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Undeserving Credit

Why Stealing Sucks By John Virata
Last week I found out that I got scammed. The ideas, the words, the paragraphs and the phrases that I get paid as a journalist to submit into Cyberspace, were purloined by an unscrupulous person masquerading as a journalist. This thief stole my writing (A review of Adobe's Photoshop Elements that appeared on DigitalProducer.com in late June/early July) and put his/her name on it, submitted it as his/her own work to Digital Photographer Magazine, which proceeded to print it in the November 2001 issue on page 24.

It appears that this particular thief, didn't even have the software in his/her possession when my stolen review was submitted to the hapless editors at Digital Photographer Magazine. Stealing is wrong. Plagiarism is wrong. Taking credit when no credit is due is wrong.


Which brings me to another related peeve; the lack of attribution for work done with regard to special effects in the film industry. In my previous profession as an editor of a print magazine (NT Studio, aka Digital Studio aka DCC Magazine) that covered the art of special effects creation, we received quite a few demo reels from studios that wished to showcase the best pixel pushing that they could muster. We enjoyed viewing these reels and saw a lot of great stuff created back then, (on Windows NT based workstations, as if) but a peculiar notion came to us as we viewed reel after reel after reel; Some of the exact same effects shots appeared on reels from different effects facilities. At first I thought, well maybe Facility X did some modeling, and Facility Y did some animation while Facility Z provided some texture mapping. Sometimes that is indeed the case. Other times it is just blatant undue credit.

What often puzzled me is why the credit usually went to just one effects facility, and not the other smaller, but equally important effects facilities that contributed to the specific effects job. I just recently found out that some of the smaller effects facilities will sign off any attribution to the work they do in a film to get the work, but will retain the right to showcase the work on their ever-important demo reel.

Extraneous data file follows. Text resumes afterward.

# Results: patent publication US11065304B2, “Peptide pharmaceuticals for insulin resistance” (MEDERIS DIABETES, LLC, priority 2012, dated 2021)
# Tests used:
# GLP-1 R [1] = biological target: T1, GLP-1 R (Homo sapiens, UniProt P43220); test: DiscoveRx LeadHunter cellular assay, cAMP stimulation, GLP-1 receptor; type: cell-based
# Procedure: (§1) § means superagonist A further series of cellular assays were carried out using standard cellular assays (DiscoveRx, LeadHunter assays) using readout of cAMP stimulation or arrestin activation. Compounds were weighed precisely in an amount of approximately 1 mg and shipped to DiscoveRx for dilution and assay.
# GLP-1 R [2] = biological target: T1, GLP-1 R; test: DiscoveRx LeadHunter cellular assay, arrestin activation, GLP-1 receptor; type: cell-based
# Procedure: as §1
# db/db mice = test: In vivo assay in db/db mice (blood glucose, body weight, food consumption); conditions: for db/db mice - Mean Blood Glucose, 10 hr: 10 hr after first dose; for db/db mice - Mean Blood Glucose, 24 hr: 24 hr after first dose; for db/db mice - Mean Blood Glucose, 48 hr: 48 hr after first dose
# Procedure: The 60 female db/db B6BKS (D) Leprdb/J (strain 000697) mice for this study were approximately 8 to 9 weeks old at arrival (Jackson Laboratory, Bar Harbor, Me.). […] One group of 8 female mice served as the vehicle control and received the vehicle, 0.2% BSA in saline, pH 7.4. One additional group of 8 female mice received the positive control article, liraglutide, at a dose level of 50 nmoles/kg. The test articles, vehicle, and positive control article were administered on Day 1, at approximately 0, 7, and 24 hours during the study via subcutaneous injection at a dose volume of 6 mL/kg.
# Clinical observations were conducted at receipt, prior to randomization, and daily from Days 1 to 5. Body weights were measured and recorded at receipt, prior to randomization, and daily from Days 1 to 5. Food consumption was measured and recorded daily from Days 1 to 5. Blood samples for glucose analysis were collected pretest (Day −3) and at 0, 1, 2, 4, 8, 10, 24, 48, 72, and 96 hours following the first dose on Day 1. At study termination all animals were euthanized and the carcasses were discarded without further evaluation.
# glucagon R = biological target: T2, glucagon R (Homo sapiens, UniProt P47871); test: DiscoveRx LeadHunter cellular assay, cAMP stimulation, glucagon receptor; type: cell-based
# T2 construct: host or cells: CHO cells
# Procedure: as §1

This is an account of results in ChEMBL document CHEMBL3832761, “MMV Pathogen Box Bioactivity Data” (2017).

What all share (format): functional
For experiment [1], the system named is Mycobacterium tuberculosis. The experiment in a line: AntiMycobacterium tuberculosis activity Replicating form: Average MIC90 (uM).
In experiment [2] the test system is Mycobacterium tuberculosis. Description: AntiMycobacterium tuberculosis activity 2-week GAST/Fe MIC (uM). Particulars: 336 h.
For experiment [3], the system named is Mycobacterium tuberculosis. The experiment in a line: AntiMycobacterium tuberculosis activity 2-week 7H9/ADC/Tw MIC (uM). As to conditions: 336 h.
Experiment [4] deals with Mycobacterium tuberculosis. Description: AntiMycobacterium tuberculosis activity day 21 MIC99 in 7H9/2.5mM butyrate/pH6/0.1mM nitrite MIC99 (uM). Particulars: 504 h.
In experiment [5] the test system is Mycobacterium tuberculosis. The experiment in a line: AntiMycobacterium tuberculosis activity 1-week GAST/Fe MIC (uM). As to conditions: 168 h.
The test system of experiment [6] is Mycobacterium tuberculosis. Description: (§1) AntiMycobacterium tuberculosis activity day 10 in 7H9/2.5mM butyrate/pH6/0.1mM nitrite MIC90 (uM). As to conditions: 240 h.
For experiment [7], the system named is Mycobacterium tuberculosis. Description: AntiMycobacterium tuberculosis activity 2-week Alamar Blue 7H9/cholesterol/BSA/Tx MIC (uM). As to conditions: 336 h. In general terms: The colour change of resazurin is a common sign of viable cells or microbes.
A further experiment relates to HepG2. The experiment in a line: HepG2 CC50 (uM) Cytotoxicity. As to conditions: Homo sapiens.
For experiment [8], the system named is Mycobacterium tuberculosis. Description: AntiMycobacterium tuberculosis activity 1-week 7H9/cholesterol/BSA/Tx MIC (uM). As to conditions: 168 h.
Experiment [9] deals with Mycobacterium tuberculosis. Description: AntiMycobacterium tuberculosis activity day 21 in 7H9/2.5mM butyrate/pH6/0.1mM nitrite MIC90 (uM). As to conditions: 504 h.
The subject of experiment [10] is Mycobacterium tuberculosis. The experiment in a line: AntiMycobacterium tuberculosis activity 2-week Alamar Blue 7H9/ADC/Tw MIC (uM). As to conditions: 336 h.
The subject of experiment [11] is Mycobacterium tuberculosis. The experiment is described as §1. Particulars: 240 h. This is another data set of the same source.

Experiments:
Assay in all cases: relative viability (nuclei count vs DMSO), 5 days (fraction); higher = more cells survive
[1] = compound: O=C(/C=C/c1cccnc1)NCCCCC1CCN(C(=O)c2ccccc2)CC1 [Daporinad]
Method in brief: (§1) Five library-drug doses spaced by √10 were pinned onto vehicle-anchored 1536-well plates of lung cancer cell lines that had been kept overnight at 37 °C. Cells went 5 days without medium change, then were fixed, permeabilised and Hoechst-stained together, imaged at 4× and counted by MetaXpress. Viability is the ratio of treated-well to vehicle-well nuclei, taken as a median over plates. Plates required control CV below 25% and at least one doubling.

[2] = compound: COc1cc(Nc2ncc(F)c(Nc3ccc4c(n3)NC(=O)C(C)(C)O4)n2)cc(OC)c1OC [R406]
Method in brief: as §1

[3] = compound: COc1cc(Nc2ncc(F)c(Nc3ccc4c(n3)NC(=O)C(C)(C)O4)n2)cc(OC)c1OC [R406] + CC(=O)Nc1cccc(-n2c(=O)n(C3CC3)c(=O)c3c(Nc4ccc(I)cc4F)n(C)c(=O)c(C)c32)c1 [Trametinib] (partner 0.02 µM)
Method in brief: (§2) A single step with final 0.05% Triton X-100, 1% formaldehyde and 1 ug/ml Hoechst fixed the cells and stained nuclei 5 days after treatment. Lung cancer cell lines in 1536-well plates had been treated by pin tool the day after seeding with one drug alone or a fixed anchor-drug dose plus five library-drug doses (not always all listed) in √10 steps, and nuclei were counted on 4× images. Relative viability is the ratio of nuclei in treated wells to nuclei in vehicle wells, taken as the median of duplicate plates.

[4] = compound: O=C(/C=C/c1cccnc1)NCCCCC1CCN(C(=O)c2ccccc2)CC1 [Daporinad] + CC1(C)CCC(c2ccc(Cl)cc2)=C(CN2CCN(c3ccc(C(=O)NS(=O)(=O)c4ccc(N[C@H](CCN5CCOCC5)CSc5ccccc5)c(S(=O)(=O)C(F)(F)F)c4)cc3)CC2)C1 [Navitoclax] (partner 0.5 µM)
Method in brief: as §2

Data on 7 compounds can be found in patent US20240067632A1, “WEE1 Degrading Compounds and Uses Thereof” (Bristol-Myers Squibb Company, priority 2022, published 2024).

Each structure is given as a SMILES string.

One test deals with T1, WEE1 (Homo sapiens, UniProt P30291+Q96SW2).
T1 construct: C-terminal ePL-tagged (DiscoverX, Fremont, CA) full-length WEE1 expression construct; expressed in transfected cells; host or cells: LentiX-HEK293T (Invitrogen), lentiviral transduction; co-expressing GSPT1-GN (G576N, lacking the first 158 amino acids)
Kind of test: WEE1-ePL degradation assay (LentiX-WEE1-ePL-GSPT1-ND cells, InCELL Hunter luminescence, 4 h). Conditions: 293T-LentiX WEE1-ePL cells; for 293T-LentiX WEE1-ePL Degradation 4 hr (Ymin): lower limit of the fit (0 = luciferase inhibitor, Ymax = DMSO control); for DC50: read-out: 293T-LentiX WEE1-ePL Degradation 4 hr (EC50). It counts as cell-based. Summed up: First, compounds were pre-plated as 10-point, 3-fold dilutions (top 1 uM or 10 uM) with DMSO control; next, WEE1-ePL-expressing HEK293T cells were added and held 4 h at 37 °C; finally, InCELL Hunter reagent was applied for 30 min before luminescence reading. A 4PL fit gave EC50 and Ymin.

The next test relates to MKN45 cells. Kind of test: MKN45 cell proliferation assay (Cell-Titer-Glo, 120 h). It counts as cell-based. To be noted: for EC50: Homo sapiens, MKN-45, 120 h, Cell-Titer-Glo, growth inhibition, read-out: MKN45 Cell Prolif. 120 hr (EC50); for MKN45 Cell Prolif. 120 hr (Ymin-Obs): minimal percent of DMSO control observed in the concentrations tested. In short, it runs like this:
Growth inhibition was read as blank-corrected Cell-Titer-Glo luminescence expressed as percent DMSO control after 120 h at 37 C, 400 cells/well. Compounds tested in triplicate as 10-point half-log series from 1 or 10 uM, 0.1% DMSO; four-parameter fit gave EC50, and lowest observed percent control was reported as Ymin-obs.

No credit in the film but credit on the demo reel and the word-of-mouth circuit? What is up with that?

Why would Facility X take all the credit if silent partner Facility Y did the money shots? Granted, some facilities give credit to their collaborators. But is the industry so cutthroat that a facility of questionable capability would go as far as to claim the work of others as their own to continue to get the big gigs? Or is there an incredible amount of undue influence when the contracts are signed? This taking of credit for work done on the wings of others needs to be reassessed and addressed. If Facility M or I or C does effects work for a film, then that facility should get credit for the work that was performed, regardless of which facility got the contract. We are talking about a line of credit at the end of a film. While the farming out of work process is good for the effects industry, and especially to the smaller facilities that do a lot of the work in Hollywood, due process should be meted out when handing out the credits.


John Virata is a senior producer at Digital Media Net

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John Virata is senior editor of Digital Media Online. You can email him at jvirata@digitalmedianet.com
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